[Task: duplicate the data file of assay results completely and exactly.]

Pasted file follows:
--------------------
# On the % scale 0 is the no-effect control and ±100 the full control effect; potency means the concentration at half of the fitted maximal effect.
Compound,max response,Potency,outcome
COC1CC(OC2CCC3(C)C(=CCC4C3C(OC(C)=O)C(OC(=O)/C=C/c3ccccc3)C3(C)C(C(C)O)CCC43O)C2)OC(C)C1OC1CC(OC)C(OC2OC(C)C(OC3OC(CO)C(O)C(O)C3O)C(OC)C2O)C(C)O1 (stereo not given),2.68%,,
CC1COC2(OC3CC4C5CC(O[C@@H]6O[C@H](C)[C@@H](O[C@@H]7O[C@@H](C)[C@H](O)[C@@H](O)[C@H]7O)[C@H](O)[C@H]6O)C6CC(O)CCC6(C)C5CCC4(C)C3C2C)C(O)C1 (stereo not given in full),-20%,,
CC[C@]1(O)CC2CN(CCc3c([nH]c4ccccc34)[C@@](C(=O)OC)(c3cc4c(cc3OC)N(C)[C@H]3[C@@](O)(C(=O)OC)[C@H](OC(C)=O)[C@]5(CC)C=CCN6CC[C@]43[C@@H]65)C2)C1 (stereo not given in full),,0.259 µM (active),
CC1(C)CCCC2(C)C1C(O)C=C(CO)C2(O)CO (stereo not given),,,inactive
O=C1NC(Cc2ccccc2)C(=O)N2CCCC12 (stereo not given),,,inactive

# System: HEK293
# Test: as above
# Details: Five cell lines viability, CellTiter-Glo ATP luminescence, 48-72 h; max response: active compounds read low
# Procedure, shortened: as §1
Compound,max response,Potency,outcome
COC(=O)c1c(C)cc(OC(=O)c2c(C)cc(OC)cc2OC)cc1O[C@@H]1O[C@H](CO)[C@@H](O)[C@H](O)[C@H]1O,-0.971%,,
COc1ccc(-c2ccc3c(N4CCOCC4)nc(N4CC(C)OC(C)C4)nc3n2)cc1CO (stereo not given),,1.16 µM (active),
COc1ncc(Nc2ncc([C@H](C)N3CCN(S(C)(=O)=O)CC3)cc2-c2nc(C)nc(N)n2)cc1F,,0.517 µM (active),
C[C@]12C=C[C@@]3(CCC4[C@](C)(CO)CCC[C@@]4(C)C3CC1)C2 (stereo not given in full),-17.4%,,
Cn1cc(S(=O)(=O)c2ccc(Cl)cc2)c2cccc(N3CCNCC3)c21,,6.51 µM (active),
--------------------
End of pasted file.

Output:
# On the % scale 0 is the no-effect control and ±100 the full control effect; potency means the concentration at half of the fitted maximal effect.
Compound,max response,Potency,outcome
COC1CC(OC2CCC3(C)C(=CCC4C3C(OC(C)=O)C(OC(=O)/C=C/c3ccccc3)C3(C)C(C(C)O)CCC43O)C2)OC(C)C1OC1CC(OC)C(OC2OC(C)C(OC3OC(CO)C(O)C(O)C3O)C(OC)C2O)C(C)O1 (stereo not given),2.68%,,
CC1COC2(OC3CC4C5CC(O[C@@H]6O[C@H](C)[C@@H](O[C@@H]7O[C@@H](C)[C@H](O)[C@@H](O)[C@H]7O)[C@H](O)[C@H]6O)C6CC(O)CCC6(C)C5CCC4(C)C3C2C)C(O)C1 (stereo not given in full),-20%,,
CC[C@]1(O)CC2CN(CCc3c([nH]c4ccccc34)[C@@](C(=O)OC)(c3cc4c(cc3OC)N(C)[C@H]3[C@@](O)(C(=O)OC)[C@H](OC(C)=O)[C@]5(CC)C=CCN6CC[C@]43[C@@H]65)C2)C1 (stereo not given in full),,0.259 µM (active),
CC1(C)CCCC2(C)C1C(O)C=C(CO)C2(O)CO (stereo not given),,,inactive
O=C1NC(Cc2ccccc2)C(=O)N2CCCC12 (stereo not given),,,inactive

# System: HEK293
# Test: as above
# Details: Five cell lines viability, CellTiter-Glo ATP luminescence, 48-72 h; max response: active compounds read low
# Procedure, shortened: as §1
Compound,max response,Potency,outcome
COC(=O)c1c(C)cc(OC(=O)c2c(C)cc(OC)cc2OC)cc1O[C@@H]1O[C@H](CO)[C@@H](O)[C@H](O)[C@H]1O,-0.971%,,
COc1ccc(-c2ccc3c(N4CCOCC4)nc(N4CC(C)OC(C)C4)nc3n2)cc1CO (stereo not given),,1.16 µM (active),
COc1ncc(Nc2ncc([C@H](C)N3CCN(S(C)(=O)=O)CC3)cc2-c2nc(C)nc(N)n2)cc1F,,0.517 µM (active),
C[C@]12C=C[C@@]3(CCC4[C@](C)(CO)CCC[C@@]4(C)C3CC1)C2 (stereo not given in full),-17.4%,,
Cn1cc(S(=O)(=O)c2ccc(Cl)cc2)c2cccc(N3CCNCC3)c21,,6.51 µM (active),